National research priorities


Sir, – On Wednesday the Government published its refreshed 14 research priorities for 2018-2023.

It claims that these priorities are critical to social and economic progress.

Yet all of them favour technological solutions only and promote business interests.

They completely ignore areas such as housing, deprivation, education, community development, economics, public administration, law, planning, culture, and the wider public good.

Apparently trying to understand society and economy and create better insight and policy in order to improve quality of life, address social issues, create efficiencies in service delivery, create wider economic development, and promote arts and culture, are not seen as worth investing in. Government seems to believe that creating jobs will fix everything else.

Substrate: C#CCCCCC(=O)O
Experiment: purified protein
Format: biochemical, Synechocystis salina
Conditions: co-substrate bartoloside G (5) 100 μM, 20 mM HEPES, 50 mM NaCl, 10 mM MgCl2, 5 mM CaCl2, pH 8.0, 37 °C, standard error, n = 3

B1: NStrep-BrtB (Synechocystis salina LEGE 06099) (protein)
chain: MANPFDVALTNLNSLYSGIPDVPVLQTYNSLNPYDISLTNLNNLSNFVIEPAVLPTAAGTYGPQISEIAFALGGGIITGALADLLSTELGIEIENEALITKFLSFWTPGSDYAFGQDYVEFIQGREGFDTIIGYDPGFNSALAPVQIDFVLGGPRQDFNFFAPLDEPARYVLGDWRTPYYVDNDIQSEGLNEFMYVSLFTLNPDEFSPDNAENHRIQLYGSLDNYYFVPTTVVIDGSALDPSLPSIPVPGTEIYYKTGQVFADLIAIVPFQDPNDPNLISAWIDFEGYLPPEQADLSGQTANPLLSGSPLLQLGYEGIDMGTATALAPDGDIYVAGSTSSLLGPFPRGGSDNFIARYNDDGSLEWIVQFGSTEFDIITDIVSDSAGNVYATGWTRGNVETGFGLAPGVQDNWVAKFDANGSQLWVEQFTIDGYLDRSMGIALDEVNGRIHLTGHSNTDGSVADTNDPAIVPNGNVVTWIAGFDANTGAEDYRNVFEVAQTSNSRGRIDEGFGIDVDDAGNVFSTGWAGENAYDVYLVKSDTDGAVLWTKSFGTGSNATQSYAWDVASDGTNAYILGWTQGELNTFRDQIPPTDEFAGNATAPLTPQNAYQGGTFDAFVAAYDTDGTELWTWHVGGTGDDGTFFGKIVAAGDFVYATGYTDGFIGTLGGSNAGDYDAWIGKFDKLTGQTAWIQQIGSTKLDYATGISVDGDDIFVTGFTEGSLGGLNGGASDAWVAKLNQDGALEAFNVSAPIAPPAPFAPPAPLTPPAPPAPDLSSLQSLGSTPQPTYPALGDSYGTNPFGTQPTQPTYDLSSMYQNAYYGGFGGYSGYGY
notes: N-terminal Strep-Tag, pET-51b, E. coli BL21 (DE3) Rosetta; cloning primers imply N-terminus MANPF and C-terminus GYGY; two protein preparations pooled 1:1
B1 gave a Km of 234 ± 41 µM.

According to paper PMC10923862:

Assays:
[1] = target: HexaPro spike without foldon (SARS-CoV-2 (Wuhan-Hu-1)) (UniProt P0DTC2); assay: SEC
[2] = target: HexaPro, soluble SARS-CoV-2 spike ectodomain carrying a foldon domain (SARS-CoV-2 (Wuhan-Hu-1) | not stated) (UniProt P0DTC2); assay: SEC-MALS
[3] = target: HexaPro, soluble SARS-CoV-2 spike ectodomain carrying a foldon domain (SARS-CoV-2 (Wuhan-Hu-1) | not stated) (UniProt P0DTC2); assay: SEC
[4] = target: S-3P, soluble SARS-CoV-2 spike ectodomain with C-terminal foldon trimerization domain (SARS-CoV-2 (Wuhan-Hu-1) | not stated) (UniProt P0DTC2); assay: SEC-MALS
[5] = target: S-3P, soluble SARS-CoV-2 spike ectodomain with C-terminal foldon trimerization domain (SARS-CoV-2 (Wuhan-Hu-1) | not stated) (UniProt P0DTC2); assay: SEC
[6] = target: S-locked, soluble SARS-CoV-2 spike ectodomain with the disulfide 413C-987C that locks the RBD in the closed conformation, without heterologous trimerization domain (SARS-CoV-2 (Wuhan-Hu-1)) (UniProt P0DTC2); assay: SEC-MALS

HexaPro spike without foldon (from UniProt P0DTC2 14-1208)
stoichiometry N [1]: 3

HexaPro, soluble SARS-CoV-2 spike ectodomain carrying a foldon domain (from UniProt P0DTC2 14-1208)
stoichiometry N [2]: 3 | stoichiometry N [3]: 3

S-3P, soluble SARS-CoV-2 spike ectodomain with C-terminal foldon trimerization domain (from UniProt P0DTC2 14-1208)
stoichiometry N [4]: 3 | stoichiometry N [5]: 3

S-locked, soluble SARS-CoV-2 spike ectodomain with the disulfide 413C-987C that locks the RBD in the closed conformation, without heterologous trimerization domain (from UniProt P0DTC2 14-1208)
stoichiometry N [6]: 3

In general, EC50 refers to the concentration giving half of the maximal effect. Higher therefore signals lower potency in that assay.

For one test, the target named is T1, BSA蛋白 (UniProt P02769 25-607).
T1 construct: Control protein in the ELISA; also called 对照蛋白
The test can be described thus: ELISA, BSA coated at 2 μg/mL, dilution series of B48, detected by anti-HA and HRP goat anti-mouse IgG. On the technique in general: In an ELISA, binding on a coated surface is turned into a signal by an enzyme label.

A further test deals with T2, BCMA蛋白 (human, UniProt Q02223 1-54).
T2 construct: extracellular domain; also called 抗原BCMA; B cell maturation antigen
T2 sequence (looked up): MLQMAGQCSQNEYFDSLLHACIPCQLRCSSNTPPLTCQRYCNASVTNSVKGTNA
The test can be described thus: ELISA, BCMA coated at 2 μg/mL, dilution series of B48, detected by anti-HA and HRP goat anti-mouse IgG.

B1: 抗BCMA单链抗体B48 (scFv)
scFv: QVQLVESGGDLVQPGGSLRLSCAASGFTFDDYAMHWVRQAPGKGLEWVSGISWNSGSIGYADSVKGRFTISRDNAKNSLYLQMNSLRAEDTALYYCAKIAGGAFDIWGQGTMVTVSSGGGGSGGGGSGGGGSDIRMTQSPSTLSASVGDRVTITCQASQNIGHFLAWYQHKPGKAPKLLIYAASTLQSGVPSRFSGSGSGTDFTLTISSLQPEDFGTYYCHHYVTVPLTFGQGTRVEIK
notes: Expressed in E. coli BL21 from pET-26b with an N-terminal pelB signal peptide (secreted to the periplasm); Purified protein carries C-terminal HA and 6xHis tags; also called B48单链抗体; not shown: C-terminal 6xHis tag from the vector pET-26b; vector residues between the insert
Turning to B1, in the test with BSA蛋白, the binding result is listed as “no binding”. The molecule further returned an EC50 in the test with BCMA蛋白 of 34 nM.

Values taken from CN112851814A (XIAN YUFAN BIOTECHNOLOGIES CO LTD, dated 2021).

And yet, having almost full employment did not stop the last crash and Ireland continues to be riddled with a diverse set of crisis issues. These are not going to be fixed by technology solutions, a narrow focus on jobs, and back-of-envelope policy formulation that is not evidence-informed through in-depth, independent research.

We need fundamental and applied research about Irish society and economy, not simply large tech centres that seek disruptions to them, and provide subsidised corporate research and development. That means rethinking our research priorities to also serve the public good and investing in research in the arts, humanities, and social sciences, through the Irish Research Council and directly by Government departments and State agencies. – Yours, etc,


Maynooth University,

Social Sciences Institute,

Co Kildare.